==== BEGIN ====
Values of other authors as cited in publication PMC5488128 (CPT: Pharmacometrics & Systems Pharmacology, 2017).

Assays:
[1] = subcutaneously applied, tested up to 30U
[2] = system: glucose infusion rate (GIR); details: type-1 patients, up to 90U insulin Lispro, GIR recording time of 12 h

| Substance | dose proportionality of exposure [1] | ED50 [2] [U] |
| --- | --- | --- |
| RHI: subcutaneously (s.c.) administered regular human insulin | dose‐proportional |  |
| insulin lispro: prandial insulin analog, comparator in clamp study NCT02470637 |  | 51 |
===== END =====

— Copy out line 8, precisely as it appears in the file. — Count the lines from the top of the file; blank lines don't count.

| insulin lispro: prandial insulin analog, comparator in clamp study NCT02470637 |  | 51 |